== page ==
Otherworldly

Common Year 2001 exploded with uncommon cinema

2. Two-way tie! Although the fine films Simon Magus/Simon Mágus are both date-stamped 1999, they finally debuted in the United States in 2001. The former's an English production by neophyte Ben Hopkins, featuring a superb Noah Taylor as the deranged mystic Simon (based on Jesus's 13th disciple) struggling for balance in his rustic village amid bewildered Jews and Christians, plus the devil (Ian Holm, the year's most charismatic actor) and an elitist poet (Rutger Hauer in fine form). Only its contrived conclusion keeps this richly moody gem from the top spot. The other Simon is a Hungarian production set in modern France, with Péter Andorai starring as the titular magician who travels to Paris to solve a murder but ends up competing with his old archnemesis, Péter (Péter Halasz). Director Ildikó Enyedi loads her film with subtle verve, and her leads -- including the lovely Julie Delarme -- make much of this elegant tale. Both films also feature terrific soundtracks, the former featuring a somber score by Deborah Mollison, the latter spanning from Bartók to Massive Attack.

1. Three-way tie! OK, so I dig English classics (even when they're lensed in Prague or New Zealand). Insanely undermarketed this year was Pandaemonium by Julien Temple (The Filth and the Fury), which chronicles the exploits of 19th-century poets William Wordsworth (John Hannah) and Samuel Taylor Coleridge (Linus Roache). A darkly fascinating study of inspiration, insurrection, addiction, and exploitation, this lush film has as much to do with today's pop stars as with the dusty old visionaries who gave us "I Wandered Lonely as a Cloud" and "Kubla Khan." From the script by Frank Cottrell Boyce (Hilary and Jackie), Temple and his sublime cast transport us through perilous friendship and haunting prescience.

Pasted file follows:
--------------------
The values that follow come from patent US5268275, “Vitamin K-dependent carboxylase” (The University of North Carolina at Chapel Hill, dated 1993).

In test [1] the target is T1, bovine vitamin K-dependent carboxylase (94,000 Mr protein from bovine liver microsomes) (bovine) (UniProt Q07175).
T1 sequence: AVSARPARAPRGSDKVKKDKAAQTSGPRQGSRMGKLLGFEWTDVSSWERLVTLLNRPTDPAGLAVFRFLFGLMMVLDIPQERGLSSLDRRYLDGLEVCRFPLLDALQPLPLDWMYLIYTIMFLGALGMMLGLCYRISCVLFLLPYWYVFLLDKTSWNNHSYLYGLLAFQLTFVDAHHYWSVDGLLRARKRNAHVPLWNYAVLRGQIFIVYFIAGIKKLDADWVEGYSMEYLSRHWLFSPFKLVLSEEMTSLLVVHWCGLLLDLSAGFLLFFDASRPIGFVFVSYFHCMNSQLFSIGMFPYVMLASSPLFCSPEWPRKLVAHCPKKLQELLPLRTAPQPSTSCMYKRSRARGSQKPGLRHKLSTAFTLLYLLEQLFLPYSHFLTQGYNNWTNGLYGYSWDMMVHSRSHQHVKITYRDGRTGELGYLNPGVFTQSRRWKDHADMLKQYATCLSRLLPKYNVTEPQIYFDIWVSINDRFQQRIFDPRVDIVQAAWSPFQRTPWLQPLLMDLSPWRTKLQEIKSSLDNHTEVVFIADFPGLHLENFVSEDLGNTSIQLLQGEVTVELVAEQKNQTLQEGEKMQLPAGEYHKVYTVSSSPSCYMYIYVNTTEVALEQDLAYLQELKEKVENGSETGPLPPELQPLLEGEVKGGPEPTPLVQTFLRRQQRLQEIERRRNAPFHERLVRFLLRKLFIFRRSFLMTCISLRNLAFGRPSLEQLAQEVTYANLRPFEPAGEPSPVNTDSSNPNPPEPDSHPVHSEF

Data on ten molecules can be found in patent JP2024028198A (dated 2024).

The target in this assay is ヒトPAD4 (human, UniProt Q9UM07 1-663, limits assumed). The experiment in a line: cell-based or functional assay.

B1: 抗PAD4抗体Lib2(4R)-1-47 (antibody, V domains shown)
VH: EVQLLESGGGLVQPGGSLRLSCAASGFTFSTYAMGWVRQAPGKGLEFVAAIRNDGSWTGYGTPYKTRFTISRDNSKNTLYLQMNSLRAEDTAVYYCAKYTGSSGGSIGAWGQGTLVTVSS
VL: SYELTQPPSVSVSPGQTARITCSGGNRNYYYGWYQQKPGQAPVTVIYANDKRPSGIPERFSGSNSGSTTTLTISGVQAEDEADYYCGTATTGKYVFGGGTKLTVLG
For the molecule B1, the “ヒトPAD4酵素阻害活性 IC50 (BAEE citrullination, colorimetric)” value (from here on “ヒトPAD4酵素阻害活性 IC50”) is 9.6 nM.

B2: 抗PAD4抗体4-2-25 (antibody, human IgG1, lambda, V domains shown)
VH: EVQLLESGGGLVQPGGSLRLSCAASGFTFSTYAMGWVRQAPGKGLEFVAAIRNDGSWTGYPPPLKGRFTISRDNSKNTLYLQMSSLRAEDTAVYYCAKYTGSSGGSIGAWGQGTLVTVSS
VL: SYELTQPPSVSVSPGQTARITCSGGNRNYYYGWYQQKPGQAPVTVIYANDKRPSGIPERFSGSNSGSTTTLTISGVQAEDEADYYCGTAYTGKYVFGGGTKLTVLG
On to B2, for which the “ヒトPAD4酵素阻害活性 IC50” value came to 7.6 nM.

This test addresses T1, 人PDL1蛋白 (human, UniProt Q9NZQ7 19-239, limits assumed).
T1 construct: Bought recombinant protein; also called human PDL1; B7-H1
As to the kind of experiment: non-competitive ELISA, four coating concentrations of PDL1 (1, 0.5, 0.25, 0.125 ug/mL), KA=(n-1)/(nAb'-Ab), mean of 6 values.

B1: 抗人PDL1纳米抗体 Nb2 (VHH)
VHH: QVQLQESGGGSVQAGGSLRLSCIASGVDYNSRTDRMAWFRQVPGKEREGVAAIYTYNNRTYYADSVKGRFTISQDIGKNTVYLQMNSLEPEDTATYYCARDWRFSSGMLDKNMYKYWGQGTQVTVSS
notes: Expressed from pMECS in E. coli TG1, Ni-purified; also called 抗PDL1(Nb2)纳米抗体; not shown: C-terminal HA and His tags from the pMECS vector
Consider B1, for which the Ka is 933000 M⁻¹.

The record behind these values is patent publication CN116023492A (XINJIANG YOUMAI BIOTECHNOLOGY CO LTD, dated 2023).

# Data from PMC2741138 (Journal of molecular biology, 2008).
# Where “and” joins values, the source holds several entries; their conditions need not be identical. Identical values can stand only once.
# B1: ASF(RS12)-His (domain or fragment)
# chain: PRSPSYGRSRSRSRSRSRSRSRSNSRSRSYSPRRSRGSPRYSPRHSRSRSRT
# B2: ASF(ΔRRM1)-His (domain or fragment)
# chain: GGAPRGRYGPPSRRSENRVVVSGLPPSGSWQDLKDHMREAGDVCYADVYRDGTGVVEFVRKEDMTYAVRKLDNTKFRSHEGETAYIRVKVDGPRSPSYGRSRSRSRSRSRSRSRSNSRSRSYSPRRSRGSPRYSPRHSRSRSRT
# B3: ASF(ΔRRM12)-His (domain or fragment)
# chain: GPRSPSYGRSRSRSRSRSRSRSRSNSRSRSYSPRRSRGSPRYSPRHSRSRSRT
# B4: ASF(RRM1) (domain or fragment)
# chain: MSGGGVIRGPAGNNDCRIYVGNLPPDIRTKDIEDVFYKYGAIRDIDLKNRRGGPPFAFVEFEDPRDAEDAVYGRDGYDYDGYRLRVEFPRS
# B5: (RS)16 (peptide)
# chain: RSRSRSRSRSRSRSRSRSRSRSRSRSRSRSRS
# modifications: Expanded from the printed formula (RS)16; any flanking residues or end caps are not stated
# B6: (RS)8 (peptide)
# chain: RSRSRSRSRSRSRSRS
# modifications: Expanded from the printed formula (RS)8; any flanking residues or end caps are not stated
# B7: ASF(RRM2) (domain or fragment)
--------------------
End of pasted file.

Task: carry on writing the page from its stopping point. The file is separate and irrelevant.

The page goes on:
Meanwhile, in and around Camelot (by way of Czechoslovakia), The Mists of Avalon proves that a grand film needn't be judged by the size of its screen. As cheap, muddy video stampedes our cinemas, this four-hour TNT miniseries from Uli Edel (Christiane F.) commands cinematic appraisal. A sensuous adaptation of the late Marion Zimmer Bradley's modern classic, Mists explores the women of the King Arthur myths, including witchy Viviane (Anjelica Huston), daring Morgaine (Julianna Margulies), and nasty Morgause (Joan Allen). Beltane rites, brutal fights, and men in tights -- there's something for everyone.

And then there's the little matter of this humble sleeper called The Lord of the Rings: The Fellowship of the Ring. Director Peter Jackson is docked several points for casting the irritating Elijah Wood as Frodo and the distracting Cate Blanchett as Galadriel, but almost all the other elements shoot this epic Tolkien adaptation right back to my triad at the top. Already, the project's controversies are making themselves known: the Lords of Cha-Ching at New Line hyping their mega-budget when in fact New Zealand taxpayers fronted a huge chunk of the tab. The means may be quite dubious, but the results are up on the screen, and you just can't argue with that. It makes the whole ugly industry seem almost worthwhile.

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